★★★★½ Life-affirming musicianship led by an esteemed British clarinettist and maestro.
Melbourne Recital Centre
October 12, 2017
The Recital Centre Series presents an opportunity to hear a smaller manifestation of the Melbourne Symphony Orchestra led by instrumentalist directors within the refined acoustic of Elisabeth Murdoch Hall. The Series regularly achieves stellar artistic results and happily this was such an occasion. Here an excellent concert was presented under the direction of master British clarinettist Michael Collins. A well-crafted programme comprised Dvořák’s Serenade in D Minor, Op. 44, Elena Kats-Chernin’s Ornamental Air for Basset Clarinet in A and Orchestra (2007, revised 2011), Mendelssohn’s Konzertstück No 1, Op. 113 and Beethoven’s Symphony No 8 in F Major, Op 93.
Clarinettist Michael Collins directed the first work from the end desk of the ensemble that was seated in a semi-circle, was soloist for the Kats-Chernin and Mendelssohn (where he was paired with 2015 ABC Symphony Australia Young Performer of the Year Lloyd Van’t Hoff playing basset clarinet) and ultimately conducted the Beethoven symphony. Collins is no stranger to this hall having opened it in February 2009 with a Schubertiade. It was clear that the MSO enjoyed this musical collaboration. Under concertmaster Dale Barltrop there was an unequivocal sense of energy, keenness, pleasure and fun from the first chord to the last.
In the Serenade the wind section excelled, expertly underpinned by Principal Cellist David Berlin and Associate Principal Double Bassist Andrew Moon. The opening Moderato, quasi Marcia impressed for its crisply delineated, old-world, Rococo-inspired march. Directing mainly with his eyes, with a few minimal hand gestures, Collins was well-matched in sound quality by MSO Principal Clarinettist David Thomas. There was careful shaping and tuning, balance and fine rapport throughout the work, particularly in the Minuetto, referencing the attractive, moderately paced Bohemian sousedská folk dance. It was a highly rewarding experience to appreciate with absolute clarity the work’s textures, especially in the ebullient polka Finale, in the superior acoustic of Elisabeth Murdoch Hall.
Receiving its first performance by the MSO, Elena Kats-Chernin’s Ornamental Air was written for Michael Collins as a companion to Mozart’s Clarinet Concerto (though apart from identical instrumentation they are poles apart). Kats-Chernin has been a highly prolific composer since settling in Australia in 1975 and this year she is the Orchestra’s Composer in Residence. The work was jointly commissioned by the North Carolina Symphony, City of London Sinfonia and Tasmanian Symphony Orchestra. In three sections, Ornamental Air could be described as Minimalist and owing much to the work of American composer Philip Glass. Each section starts with a subsidiary accompanying rhythmic gesture over which melodic ideas are presented for the soloist that are comprehensively worked through. The work was an effective showpiece for the instrument exploring its rich sonorities with runs, arpeggios, use of flutter-tongue, trills and glissandi across its range. With nods to folk music and jazz it was all easy to listen to. But I have observed that if there are 20 different ways of saying exactly the same thing, Kats-Chernin will do so, without any apparent impetus to summarise or abbreviate. The performance by soloist and ensemble could not have been bettered abounding in rhythmic drive and infectious enthusiasm. The composer was warmly acknowledged by audience.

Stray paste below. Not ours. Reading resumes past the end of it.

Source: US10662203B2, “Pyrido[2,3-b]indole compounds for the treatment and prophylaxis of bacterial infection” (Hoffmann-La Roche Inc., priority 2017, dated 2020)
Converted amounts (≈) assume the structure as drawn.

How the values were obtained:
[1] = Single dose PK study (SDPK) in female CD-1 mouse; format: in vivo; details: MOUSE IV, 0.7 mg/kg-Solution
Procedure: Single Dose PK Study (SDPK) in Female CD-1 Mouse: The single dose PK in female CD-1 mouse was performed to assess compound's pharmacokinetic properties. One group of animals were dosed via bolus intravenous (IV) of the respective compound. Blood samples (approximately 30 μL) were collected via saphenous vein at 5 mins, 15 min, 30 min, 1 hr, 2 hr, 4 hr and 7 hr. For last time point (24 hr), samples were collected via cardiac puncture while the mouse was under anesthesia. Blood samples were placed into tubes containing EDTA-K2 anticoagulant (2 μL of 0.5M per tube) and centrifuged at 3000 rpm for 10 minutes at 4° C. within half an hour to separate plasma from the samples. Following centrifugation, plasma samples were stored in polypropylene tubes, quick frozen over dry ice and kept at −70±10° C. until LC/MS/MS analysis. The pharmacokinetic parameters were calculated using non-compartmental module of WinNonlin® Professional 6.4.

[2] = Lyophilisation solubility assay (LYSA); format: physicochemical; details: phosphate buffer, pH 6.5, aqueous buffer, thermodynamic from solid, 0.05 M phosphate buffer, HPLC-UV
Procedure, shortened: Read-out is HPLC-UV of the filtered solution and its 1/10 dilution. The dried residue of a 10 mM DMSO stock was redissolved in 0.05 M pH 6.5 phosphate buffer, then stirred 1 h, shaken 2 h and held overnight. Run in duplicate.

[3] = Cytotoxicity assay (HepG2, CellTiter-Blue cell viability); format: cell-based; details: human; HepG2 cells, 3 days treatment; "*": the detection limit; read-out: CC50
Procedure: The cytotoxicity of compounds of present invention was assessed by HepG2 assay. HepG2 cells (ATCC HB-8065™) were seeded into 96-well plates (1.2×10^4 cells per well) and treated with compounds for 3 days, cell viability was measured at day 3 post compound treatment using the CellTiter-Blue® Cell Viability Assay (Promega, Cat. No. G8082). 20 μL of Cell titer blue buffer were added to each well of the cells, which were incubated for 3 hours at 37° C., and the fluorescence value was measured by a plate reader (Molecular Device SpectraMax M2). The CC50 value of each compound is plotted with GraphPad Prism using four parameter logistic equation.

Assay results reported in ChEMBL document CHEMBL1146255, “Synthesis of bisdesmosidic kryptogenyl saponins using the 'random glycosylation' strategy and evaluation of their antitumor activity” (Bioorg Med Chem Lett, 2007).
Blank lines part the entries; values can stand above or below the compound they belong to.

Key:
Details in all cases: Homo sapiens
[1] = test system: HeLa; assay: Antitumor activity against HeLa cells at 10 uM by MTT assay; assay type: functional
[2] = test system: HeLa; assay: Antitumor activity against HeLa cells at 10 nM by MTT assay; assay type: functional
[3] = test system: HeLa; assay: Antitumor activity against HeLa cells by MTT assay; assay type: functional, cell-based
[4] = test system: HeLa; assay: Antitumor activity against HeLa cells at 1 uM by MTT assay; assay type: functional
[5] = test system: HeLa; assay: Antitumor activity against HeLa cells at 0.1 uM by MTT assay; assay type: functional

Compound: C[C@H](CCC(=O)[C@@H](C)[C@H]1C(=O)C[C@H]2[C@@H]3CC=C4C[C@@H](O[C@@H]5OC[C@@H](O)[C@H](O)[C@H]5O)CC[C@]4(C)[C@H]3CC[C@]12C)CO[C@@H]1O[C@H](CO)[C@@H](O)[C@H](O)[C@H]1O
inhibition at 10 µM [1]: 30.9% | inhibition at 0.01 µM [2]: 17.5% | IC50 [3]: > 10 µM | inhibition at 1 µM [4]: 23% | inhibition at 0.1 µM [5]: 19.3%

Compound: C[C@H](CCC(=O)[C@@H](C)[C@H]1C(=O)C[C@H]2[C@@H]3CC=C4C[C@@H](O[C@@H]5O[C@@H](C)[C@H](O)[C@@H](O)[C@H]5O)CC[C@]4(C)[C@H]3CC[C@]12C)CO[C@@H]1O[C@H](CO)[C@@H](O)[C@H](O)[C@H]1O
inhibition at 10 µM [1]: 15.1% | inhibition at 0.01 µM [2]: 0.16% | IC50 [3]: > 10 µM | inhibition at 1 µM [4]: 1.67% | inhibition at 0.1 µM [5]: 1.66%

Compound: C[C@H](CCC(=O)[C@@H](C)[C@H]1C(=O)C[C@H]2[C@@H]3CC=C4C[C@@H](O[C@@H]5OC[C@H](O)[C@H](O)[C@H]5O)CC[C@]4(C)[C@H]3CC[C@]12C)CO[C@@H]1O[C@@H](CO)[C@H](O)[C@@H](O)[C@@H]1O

Excellence was maintained in the concert’s second half opening with Mendelssohn’s Konzertstück No 1 written in a day and later orchestrated. This appealing work was commissioned by Munich Court musicians Heinrich Joseph Baerman and his son Carl. It is said that the fee was ample servings of Mendelssohn’s favourite Dampfnudeln and Rahmstrudel on his next visit to Munich. Lloyd Van’t Hoff’s performance was superb beside his soloist partner Collins. Here was life-affirming music making. Collins’s approach to Beethoven’s Symphony No 8 was refreshing, conveying a lightness of touch and enthusiastic verve throughout. His conducting was minimal, succinct and intelligent. As a result rhetoric was crystal clear and the combined ensemble in this acoustic bloomed wonderfully. Especially noteworthy was the thrilling crack of period timpani throughout (historically informed, hand-cranked, calf-skinned replicas owned by the MSO and played with utmost virtuosity by Guest Principal Brent Miller) and the two fine trumpets in F.